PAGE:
Every May, ASHA leads the observance of Better Hearing & Speech Month (BHSM), a time for raising awareness about communication disorders. Given the pandemic, BHSM this year is focusing on the impact of COVID-19 on persons with communication disorders, offering them guidance and resources for managing the disorders at home.
One key audience is parents with children who were previously receiving in-person early intervention (EI) services. Parents may be worried about losing important progress with in-person services unavailable. To help them, ASHA has developed a list of EI resources that parents can use to keep their children on track. But there are other interruptions—not just in EI services. For this reason, ASHA is providing information for parents dealing with interrupted hearing health and school-based speech and language services this month, too. Audiologists work with many of the nearly 15% of all children aged 6–19 who have some sort of hearing loss. As part of BHSM, ASHA is offering tips for parents on promoting hearing health at home.
This information includes ASHA Journals articles that are of particular relevance during this unprecedented time—these articles address topics that can help both parents and practitioners who are working remotely.
Professionally speaking, speech-language pathologists (SLPs) working remotely may find themselves relying on parents to play a larger role in their children’s EI. The following three resources from the ASHA Journals provide helpful information on including parents in EI:
- More Than “Try This at Home”—Including Parents in Early Intervention: This sweeping article covers everything from which strategies to teach parents to adult learning processes and how to evaluate parent progress.
- Feasibility, Efficacy, and Social Validity of Home-Based Storybook Reading Intervention for Children With Language Impairment: The authors study a home-based parent–child intervention for children with language impairment; the intervention is focused on shared storybook reading, and the authors report positive findings in some areas.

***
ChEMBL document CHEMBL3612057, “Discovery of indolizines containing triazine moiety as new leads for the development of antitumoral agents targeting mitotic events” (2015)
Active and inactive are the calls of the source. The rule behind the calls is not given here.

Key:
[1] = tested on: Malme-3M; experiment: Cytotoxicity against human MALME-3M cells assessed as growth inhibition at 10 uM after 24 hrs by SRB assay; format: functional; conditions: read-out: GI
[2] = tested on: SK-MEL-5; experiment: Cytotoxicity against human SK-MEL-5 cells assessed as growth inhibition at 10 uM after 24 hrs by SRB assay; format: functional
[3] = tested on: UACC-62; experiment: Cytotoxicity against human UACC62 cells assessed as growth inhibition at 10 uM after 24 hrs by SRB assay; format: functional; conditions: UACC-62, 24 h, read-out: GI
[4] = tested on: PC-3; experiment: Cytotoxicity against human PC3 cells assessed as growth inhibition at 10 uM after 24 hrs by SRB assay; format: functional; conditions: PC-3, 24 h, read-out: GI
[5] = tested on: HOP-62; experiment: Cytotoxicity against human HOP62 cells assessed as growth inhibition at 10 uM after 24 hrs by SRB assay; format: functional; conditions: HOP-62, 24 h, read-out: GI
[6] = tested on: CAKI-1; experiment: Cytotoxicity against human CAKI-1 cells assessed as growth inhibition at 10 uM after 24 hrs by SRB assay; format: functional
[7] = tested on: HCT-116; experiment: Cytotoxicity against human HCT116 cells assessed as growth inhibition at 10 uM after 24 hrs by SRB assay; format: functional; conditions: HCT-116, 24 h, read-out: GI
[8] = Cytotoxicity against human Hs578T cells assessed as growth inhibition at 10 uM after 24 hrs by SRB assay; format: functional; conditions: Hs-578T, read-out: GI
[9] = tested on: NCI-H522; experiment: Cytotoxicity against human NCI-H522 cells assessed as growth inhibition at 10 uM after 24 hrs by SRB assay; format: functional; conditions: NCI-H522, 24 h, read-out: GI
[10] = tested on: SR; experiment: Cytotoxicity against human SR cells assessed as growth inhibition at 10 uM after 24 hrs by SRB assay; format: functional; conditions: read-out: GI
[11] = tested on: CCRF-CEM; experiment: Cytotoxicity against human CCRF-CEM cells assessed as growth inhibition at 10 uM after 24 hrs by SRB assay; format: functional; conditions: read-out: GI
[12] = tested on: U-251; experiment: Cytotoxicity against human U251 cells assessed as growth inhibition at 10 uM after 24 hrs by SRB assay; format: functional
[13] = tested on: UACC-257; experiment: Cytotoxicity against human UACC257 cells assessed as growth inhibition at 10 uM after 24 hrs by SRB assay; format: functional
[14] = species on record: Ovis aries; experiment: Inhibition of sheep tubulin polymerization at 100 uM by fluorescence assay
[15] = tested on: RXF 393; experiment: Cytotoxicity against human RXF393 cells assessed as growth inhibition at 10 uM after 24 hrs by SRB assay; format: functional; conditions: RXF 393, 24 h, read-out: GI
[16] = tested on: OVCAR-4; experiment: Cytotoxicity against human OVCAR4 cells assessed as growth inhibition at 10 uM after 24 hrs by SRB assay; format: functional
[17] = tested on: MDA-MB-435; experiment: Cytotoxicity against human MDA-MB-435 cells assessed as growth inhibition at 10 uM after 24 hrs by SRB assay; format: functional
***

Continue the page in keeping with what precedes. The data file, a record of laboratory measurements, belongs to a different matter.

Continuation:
- Parent-Implemented Communication Treatment for Infants and Toddlers With Hearing Loss: A Randomized Pilot Trial: In this study, parents learned communication support strategies for their infants and toddlers.
For audiologists working remotely with families, the following articles may be helpful in navigating the unfamiliar territory created by COVID-19 (parents may find them helpful as well):
- Parent–Professional Partnerships: Managing Behavior to Increase Hearing Aid Use: One of the biggest impediments to hearing aid use at home for children is behavior issues. Here, the authors look at techniques that audiologists can share with parents to increase their children’s hearing aid usage in the house.
- Parenting Stress and Maternal Coherence: Mothers With Deaf or Hard-of-Hearing Children: This article looked at interviews with mothers of children who are deaf or hard of hearing about stressors and stress-reducing resources.
ASHA emphasizes that all children still have the right to a free appropriate public education (FAPE) and that, for some children, virtual therapy may provide an equal benefit to children compared to in-person services. These articles from Perspectives of the ASHA Special Interest Groups provide guidance for school-based SLPs who may find themselves working remotely for the first time.
- Providing School-Based Speech-Language Therapy Services by Telepractice: A Brief Tutorial and Getting Started in School-Based Speech-Language Pathology Telepractice: These articles detail a program developed for students in rural school districts, focusing on rethinking service delivery for telepractice.
- Implementing a School-Based Telepractice Program: Early adopters in school-based telepractice go over what they’ve learned, providing helpful tips to those just getting started.
- Working With Facilitators to Provide School-Based Speech and Language Intervention via Telepractice: This article details the relationship between the SLP providing telepractice and a facilitator in charge of setting up and monitoring the electronic services; in today’s unique circumstances, the facilitator role will likely be filled by a parent.
We hope that these articles are particularly timely in light of regulations by federal, state, and local governments to “stay home, stay safe.” Although this period may seem particularly challenging for parents of children with speech, language, and hearing difficulties and those working with them, we hope that these resources—along with others provided by ASHA during BHSM—can better support everyone right now. For more on BHSM, check out http://www.asha.org/bhsm.